What would be the CIBIL Score of the Indian Government?!

Did you know that the govenment would collapse if it did not borrow money?! Its expenditure is much more than its income (revenue), aka fiscal deficit. It has borrow considerably sums of money from you and me (diretly or indirectly) to service its debt. Therefore, the government is in a debt trap (which is quite common!).

If a bank is requested to lend money to us, it wants to know how credit-worthy we are or what our CIBIL score is. We lend money to the government all the time - as often as each month (or less). Do we stop to ask, What would be the CIBIL Score of the Indian Government?!

A few days ago, the government of India announced the publication of a consolidated status paper on Government debt, detailing its nature, history, sustainability and outlook.  Here are a few excerpts.

The classification of government Debt




The composition of government debt

Source: Page 26 of the Consolidated Status Paper (link below)


The government debt is predominantly public in nature.

And much of the public debt is internal - by us the citizens.

External debt is comfortably small and therefore our ability to service debt (debt sustainability) is not influenced by currency risk.

Government debt is gradually becoming more and more market linked in nature. This is good for the government since more and more entities will buy government securities making it easier to borrow.

Interest rates of fixed income instruments have also become market linked - at least on paper:Why are PPF and Sukanya Samriddhi interest rates still so high?!

However, the securities have a fixed interest rate with very long maturies (decades!). This is good for both the lender (us) and the borrower(the govt) and provides a shield against rate volatility and roll over risk (borrower has to pay more if rates are high upon maturity). Floating rate securities constitute only 0.4% of internal debt. This is also true for a country like the USA which has a much larger government debt to GDP ratio than India - US is the 1st, India the 10th.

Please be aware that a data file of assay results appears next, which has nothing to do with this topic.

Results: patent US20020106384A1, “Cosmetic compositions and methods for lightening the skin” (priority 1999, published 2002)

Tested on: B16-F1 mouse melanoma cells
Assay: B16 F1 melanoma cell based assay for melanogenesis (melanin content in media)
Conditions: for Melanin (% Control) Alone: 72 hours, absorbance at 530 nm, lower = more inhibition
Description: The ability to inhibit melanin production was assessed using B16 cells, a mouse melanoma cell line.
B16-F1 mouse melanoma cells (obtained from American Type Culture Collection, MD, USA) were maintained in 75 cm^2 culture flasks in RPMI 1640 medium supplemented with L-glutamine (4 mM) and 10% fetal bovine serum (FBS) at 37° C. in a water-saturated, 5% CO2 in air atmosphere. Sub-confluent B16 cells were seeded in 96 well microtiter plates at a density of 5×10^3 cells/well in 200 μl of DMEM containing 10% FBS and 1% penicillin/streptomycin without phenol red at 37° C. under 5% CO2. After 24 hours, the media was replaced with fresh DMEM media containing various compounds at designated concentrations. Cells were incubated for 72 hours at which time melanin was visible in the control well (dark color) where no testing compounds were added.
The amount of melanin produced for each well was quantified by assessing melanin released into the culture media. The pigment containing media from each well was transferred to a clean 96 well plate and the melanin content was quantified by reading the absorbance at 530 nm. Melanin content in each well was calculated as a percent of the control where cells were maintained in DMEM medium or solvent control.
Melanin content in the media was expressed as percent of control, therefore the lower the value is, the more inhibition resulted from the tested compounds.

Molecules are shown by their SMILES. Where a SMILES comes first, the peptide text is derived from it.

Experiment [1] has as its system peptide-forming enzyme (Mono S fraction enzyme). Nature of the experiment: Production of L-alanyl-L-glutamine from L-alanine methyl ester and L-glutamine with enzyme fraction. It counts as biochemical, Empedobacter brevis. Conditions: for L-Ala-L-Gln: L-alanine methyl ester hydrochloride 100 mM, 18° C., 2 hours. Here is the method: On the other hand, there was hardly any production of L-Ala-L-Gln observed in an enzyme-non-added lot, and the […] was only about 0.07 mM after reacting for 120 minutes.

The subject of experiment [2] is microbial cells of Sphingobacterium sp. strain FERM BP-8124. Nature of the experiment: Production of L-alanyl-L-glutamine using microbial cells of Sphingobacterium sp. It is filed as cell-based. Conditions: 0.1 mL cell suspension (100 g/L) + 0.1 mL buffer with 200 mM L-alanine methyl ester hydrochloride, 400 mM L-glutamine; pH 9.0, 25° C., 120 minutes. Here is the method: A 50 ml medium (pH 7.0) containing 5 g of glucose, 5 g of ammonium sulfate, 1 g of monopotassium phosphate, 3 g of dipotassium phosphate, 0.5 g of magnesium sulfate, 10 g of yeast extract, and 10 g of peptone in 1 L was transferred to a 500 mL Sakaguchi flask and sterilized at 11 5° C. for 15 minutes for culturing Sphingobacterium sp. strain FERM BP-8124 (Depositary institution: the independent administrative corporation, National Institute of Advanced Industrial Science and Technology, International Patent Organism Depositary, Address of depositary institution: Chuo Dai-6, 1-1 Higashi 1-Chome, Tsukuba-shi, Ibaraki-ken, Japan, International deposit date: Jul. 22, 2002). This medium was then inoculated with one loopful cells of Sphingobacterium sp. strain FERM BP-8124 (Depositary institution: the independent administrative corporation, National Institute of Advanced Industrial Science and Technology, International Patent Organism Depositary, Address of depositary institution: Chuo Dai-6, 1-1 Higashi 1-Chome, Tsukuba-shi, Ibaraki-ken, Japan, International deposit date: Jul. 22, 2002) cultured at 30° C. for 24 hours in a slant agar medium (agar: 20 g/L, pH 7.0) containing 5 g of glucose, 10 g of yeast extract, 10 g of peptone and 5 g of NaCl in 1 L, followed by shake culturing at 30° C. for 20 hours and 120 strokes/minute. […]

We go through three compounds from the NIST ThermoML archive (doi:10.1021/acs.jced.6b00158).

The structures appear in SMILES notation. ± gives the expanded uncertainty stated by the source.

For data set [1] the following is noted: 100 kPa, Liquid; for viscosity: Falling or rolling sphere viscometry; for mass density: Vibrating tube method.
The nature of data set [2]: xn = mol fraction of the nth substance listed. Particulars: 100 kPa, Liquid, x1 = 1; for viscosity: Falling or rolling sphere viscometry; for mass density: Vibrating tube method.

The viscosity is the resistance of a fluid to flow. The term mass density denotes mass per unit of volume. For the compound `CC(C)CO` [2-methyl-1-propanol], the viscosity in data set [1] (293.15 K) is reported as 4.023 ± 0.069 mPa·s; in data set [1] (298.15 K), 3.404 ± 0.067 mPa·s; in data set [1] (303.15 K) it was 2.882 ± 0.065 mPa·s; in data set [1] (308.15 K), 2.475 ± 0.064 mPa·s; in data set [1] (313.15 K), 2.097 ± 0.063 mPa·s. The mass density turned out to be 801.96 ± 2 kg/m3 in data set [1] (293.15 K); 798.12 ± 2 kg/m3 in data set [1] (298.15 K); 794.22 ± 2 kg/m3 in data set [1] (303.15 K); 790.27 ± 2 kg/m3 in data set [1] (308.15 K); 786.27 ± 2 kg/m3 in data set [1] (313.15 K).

The report notes that insurers and provident funds hold 28% of government securities largely eating into the share held by commercial banks.

Government debt as a percentage of GDP

Source: Page 23 of the Consolidated Status Paper (link below)

There is a marginal decrease in government debt as a percentage of the gross domestic product (GDP). This neither good nor bad. A high debt to GDP ratio does not mean much. What matter is the ability of the government to handle payments. Over the long term, what matters is a good grown in GDP rather than a reduction in debt. The government needs to borrow to develop infrastructure and that is a good thing. The key is that infrastructrue should contribute directly or indirectly to economic growth.

The report also carries a debt sustainbaility analysis which says that the debt situation is stable - primarily because of domestic participation in the fixed income market. I do not understand this well enough to share it here.

When we lend to the government, we often take it for granted that the sum is guaranteed. While this is largely true, it is important for us to recognize that the ability of the government to service debt (pay regular interest and return the principal) depends on its ability to handle fiscal deficit - expenditure which has always been greater than its revenue.

What would be the CIBIL Score of the Indian Government?!

Now where would the needle in this dial point for the government. Not this government, let us leave politicis out of it. Governance is a contiguous process.

Figure adapted for illustation only from https://www.cibil.com/sites/default/files/pdf/understanding-cir-ctc.pdf

As long as the medium-term view of the economy is sound, I am happy to place the needle close to 699-700 border. How about you?


  1. Press release announcing the Consolidated Status Paper
  2. The consolidated status paper

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